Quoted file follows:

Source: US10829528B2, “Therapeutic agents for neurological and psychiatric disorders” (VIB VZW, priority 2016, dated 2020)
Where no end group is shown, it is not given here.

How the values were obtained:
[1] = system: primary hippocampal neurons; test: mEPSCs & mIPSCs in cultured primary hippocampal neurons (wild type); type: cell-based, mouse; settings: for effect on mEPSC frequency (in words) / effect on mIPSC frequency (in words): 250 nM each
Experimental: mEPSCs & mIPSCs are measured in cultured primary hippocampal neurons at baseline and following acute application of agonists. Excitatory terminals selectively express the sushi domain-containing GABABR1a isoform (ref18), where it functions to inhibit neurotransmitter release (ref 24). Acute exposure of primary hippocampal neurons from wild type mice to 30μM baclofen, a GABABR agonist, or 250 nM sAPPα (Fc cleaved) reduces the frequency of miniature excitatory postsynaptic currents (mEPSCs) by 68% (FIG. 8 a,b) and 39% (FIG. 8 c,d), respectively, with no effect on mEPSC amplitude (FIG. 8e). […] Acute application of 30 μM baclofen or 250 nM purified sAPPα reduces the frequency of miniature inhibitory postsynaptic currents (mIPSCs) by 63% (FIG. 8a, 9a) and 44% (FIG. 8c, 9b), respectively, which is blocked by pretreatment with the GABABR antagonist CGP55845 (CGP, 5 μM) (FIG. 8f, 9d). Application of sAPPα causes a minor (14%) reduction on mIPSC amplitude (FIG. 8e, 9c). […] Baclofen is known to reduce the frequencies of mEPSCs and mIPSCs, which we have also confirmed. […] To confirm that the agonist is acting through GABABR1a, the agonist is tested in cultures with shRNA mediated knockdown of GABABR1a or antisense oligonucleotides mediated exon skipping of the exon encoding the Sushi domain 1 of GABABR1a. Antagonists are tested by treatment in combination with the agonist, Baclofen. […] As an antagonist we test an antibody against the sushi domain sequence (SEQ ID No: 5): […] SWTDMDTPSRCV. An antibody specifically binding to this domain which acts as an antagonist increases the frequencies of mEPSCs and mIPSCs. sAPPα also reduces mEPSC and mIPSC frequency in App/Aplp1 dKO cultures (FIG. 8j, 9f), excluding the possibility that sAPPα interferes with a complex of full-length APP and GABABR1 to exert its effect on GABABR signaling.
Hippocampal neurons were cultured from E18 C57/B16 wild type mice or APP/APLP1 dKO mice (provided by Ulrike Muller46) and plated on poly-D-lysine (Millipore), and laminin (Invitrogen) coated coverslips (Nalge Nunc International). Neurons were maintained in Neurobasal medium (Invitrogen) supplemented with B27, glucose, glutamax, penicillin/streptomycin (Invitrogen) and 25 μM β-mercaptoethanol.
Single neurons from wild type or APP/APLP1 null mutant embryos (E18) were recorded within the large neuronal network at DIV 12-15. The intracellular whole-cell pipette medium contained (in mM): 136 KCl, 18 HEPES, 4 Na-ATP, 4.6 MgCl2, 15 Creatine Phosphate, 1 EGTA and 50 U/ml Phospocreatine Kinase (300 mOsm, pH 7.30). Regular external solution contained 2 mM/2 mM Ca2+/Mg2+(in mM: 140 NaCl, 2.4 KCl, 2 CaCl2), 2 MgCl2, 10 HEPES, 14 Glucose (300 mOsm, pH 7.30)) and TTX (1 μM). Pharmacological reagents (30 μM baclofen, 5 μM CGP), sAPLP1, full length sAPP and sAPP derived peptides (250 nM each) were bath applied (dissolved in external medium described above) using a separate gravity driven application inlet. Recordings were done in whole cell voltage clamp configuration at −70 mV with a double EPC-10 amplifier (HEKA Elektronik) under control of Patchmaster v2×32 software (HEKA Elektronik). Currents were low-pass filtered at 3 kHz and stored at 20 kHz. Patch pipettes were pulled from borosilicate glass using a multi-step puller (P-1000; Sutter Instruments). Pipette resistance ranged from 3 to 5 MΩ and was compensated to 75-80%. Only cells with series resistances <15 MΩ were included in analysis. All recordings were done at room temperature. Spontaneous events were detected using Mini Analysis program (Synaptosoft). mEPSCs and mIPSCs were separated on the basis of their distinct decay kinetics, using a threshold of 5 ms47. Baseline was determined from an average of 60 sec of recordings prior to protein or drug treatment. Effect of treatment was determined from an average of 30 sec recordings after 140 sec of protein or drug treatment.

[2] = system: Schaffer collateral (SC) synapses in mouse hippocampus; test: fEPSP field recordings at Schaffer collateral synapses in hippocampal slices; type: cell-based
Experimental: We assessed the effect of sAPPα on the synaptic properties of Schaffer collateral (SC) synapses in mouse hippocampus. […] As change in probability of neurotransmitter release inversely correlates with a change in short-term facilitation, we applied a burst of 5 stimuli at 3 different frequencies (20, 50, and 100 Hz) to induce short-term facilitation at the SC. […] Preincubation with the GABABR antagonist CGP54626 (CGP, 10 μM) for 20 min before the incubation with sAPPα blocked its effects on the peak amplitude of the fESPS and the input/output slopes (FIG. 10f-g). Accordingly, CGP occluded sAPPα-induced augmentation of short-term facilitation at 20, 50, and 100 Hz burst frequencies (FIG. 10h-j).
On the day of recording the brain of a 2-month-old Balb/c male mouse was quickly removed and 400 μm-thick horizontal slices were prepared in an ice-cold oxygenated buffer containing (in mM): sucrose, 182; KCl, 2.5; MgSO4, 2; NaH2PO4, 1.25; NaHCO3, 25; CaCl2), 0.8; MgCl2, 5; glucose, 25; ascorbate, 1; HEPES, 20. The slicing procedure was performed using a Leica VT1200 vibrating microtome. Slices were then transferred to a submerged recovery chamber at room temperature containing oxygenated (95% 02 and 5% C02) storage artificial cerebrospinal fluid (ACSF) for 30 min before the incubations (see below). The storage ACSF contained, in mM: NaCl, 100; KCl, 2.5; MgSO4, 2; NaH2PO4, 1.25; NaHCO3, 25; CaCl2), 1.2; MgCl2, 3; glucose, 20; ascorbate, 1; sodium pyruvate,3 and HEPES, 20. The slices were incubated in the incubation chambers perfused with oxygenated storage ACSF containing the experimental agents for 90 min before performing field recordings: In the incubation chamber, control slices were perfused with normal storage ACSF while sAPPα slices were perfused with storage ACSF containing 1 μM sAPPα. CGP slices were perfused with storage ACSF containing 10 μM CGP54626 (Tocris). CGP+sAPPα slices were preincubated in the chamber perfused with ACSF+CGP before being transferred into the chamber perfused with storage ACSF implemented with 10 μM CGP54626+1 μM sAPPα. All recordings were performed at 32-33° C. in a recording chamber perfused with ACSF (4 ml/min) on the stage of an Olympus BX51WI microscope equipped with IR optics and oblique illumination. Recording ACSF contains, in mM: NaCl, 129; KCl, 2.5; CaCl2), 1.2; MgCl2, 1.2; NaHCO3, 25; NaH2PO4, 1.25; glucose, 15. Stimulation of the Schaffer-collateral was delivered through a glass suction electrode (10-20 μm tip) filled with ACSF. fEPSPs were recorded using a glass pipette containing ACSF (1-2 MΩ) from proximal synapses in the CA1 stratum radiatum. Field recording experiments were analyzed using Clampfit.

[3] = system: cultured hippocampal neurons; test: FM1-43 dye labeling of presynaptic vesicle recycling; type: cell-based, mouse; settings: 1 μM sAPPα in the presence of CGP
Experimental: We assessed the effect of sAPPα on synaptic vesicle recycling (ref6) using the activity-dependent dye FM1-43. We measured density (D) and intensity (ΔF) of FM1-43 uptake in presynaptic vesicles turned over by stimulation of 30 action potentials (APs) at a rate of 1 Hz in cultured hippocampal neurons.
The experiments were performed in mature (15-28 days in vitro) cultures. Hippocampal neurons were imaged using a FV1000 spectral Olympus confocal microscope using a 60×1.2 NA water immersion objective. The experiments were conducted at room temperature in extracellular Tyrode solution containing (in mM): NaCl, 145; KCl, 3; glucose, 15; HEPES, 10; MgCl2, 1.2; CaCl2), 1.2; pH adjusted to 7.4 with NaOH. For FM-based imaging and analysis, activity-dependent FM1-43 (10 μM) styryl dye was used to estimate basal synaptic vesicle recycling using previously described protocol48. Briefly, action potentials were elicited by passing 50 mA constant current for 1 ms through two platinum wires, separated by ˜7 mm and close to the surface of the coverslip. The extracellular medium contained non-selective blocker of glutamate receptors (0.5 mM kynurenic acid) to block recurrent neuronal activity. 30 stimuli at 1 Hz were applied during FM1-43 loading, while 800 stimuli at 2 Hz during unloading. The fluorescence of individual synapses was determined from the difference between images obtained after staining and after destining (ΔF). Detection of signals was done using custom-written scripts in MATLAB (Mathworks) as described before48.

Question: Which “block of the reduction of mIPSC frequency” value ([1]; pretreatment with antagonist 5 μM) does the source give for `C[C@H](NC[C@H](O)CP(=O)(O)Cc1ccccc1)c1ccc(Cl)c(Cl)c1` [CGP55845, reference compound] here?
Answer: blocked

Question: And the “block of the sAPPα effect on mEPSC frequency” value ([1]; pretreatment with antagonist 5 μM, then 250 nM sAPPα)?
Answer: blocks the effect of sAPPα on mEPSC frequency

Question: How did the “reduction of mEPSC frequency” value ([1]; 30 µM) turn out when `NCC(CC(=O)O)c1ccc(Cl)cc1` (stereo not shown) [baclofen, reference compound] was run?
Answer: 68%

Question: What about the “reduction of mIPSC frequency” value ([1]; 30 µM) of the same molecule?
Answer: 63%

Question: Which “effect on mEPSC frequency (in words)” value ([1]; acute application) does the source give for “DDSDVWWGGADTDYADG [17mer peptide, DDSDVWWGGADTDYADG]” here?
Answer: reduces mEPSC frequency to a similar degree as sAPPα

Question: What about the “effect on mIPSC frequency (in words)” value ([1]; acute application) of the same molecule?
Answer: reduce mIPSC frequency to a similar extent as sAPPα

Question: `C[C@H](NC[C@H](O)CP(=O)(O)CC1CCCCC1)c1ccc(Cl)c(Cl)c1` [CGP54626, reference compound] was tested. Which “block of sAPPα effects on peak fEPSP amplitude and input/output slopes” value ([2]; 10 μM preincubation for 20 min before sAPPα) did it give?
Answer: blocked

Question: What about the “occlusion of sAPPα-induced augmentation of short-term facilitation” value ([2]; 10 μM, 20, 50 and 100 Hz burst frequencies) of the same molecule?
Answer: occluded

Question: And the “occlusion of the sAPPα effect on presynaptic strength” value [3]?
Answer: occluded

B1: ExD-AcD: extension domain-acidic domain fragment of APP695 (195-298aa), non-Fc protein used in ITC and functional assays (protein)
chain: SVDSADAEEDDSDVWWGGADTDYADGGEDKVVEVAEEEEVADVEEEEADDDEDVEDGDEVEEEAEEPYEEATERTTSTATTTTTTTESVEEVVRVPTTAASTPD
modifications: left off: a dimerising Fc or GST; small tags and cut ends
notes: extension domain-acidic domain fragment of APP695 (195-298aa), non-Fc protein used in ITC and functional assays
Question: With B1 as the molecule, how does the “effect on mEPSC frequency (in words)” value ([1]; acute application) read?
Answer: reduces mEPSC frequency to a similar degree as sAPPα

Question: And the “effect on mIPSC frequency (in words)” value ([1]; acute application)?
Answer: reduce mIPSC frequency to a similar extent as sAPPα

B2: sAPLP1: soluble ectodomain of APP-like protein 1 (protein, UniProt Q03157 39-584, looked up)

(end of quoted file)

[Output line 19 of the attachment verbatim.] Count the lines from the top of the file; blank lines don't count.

Answer: 68%